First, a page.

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The Battle for Kobani

For weeks now, ISIS militants in northern Syria have been attacking the Kurdish city of Ayn al-Arab, also known as Kobani, attempting to seize the city and solidify control of the territory. In the past few days, U.S.-led airstrikes on ISIS have included many targets around Kobani, and appear to have at least slowed their advance for the moment. Kobani is situated on a hillside right on the Syria-Turkey border, a border crossed by tens of thousands of Kurds fleeing their besieged city. Now, some of these refugees and fellow Kurds from southern Turkey have gathered on the border to watch the battles in Kobani through binoculars and cameras. Some Kurdish forces remain in the city, defending against invading militants, supported by Western aircraft and missiles, while ISIS continues to attack with artillery, mortars, suicide bombings, and small arms. CNN reports that senior U.S. administration officials conceded that Kobani will likely soon fall to ISIS, but downplayed the importance of the loss. [32 photos]


Wrapped in Plastic: Preparing for Ebola

As several African nations struggle to contain outbreaks of the deadly Ebola virus, and other countries ready themselves for any possible spread, images of healthcare workers wrapped in colorful personal protective equipment have become symbolic of the fight against the disease. In Liberia, Sierra Leone, and Guinea, local health providers and international volunteers protect themselves as best as they can, while caring for the sick and dying and disposing of infected belongings. In other countries, health professionals are making plans, preparing to handle any possible Ebola cases, and demonstrating their methods and protective gear for the press and government officials. [32 photos]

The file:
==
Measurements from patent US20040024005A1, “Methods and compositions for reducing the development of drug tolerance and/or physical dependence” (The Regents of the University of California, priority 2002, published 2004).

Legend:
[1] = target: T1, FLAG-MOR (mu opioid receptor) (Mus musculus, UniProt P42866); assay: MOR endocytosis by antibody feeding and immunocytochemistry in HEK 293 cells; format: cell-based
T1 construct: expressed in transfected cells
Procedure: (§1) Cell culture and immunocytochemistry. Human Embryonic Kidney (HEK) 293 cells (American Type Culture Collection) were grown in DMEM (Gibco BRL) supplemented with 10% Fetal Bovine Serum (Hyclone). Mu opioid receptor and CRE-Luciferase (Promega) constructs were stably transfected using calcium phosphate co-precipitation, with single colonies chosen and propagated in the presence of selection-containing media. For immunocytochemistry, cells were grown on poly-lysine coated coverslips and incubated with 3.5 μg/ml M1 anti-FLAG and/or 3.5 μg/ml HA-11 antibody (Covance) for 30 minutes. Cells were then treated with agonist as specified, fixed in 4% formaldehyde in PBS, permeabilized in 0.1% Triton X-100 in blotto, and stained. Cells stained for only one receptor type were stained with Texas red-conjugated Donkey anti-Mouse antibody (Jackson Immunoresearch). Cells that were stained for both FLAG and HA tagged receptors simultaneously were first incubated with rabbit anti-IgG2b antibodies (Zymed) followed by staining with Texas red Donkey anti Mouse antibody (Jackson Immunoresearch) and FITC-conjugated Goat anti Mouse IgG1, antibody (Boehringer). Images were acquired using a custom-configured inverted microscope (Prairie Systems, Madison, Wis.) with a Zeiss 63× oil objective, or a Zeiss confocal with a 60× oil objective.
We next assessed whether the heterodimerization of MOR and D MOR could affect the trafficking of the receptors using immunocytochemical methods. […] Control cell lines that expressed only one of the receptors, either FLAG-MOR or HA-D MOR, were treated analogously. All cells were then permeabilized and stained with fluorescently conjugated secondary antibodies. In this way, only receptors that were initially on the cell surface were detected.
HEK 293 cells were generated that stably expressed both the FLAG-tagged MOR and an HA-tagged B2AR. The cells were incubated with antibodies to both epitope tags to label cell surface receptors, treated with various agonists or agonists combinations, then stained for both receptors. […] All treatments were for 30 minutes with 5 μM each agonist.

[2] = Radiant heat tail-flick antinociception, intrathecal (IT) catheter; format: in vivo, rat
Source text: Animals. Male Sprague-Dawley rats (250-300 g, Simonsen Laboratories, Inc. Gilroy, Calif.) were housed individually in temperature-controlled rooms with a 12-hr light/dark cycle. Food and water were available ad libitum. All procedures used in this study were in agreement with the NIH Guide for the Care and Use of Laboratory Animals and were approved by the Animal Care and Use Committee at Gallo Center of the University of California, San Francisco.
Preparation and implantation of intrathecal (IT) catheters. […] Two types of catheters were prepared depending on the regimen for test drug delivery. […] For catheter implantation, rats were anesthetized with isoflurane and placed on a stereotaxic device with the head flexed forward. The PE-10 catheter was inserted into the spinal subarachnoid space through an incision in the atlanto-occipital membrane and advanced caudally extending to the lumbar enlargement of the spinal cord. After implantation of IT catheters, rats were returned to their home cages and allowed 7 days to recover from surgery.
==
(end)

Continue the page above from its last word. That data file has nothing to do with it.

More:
Northern Lights in the Skies Above Norway

Visible displays of the Northern Lights have been spectacular recently, for those in the far north, away from city lights. Reuters photographer Yannis Behrakis recently took a trip to northern Norway, joining others making the journey to admire and try to capture the phenomenon of the Aurora Borealis in photographs. Below is a collection of these images, looking to the skies above Troms County, Norway, last week. [18 photos]


Photos of the Week: October 2014. Part 1

This week we have images of the Hong Kong protests, 35,000 walruses gathered in Alaska, a surf dog contest in California, the annual Hajj pilgrimage in Mecca, Paris Fashion Week, Parkour in Gaza City, a tattoo of Morgan Freeman, and much more. [35 photos]


2014 National Geographic Photo Contest

National Geographic Magazine has opened its annual photo contest, with the deadline for submissions coming up on October 31, 2014. The Grand Prize Winner will receive $10,000 and a trip to National Geographic headquarters to participate in its annual photography seminar. The kind folks at National Geographic were once again kind enough to let us choose among its entries so far for display here. Captions written by the individual photographers. [32 photos]


The Eruption of Japan's Mount Ontake